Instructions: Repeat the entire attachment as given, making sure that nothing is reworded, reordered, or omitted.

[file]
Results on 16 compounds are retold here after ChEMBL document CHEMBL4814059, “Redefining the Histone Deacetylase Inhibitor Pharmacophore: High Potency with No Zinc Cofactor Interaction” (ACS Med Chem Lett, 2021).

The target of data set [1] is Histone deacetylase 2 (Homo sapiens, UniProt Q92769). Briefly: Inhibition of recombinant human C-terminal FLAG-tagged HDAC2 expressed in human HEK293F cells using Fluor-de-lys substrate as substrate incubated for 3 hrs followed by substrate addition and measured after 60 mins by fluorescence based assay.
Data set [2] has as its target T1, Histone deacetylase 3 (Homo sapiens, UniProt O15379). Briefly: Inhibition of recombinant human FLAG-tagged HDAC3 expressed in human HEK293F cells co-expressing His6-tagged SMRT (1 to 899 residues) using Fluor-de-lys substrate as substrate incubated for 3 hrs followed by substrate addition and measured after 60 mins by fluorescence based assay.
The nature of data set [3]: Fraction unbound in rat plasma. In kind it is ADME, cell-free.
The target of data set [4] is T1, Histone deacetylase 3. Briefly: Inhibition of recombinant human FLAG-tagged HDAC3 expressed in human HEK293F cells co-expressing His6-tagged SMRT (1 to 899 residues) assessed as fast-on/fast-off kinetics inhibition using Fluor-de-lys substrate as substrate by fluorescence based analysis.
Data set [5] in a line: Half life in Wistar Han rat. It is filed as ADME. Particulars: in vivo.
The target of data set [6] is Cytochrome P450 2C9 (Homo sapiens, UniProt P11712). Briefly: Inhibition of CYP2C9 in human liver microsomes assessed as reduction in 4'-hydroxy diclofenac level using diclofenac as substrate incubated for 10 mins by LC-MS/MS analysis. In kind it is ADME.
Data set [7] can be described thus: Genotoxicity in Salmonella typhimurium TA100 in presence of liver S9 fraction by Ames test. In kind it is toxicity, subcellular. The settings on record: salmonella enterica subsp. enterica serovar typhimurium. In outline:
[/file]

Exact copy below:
Results on 16 compounds are retold here after ChEMBL document CHEMBL4814059, “Redefining the Histone Deacetylase Inhibitor Pharmacophore: High Potency with No Zinc Cofactor Interaction” (ACS Med Chem Lett, 2021).

The target of data set [1] is Histone deacetylase 2 (Homo sapiens, UniProt Q92769). Briefly: Inhibition of recombinant human C-terminal FLAG-tagged HDAC2 expressed in human HEK293F cells using Fluor-de-lys substrate as substrate incubated for 3 hrs followed by substrate addition and measured after 60 mins by fluorescence based assay.
Data set [2] has as its target T1, Histone deacetylase 3 (Homo sapiens, UniProt O15379). Briefly: Inhibition of recombinant human FLAG-tagged HDAC3 expressed in human HEK293F cells co-expressing His6-tagged SMRT (1 to 899 residues) using Fluor-de-lys substrate as substrate incubated for 3 hrs followed by substrate addition and measured after 60 mins by fluorescence based assay.
The nature of data set [3]: Fraction unbound in rat plasma. In kind it is ADME, cell-free.
The target of data set [4] is T1, Histone deacetylase 3. Briefly: Inhibition of recombinant human FLAG-tagged HDAC3 expressed in human HEK293F cells co-expressing His6-tagged SMRT (1 to 899 residues) assessed as fast-on/fast-off kinetics inhibition using Fluor-de-lys substrate as substrate by fluorescence based analysis.
Data set [5] in a line: Half life in Wistar Han rat. It is filed as ADME. Particulars: in vivo.
The target of data set [6] is Cytochrome P450 2C9 (Homo sapiens, UniProt P11712). Briefly: Inhibition of CYP2C9 in human liver microsomes assessed as reduction in 4'-hydroxy diclofenac level using diclofenac as substrate incubated for 10 mins by LC-MS/MS analysis. In kind it is ADME.
Data set [7] can be described thus: Genotoxicity in Salmonella typhimurium TA100 in presence of liver S9 fraction by Ames test. In kind it is toxicity, subcellular. The settings on record: salmonella enterica subsp. enterica serovar typhimurium. In outline: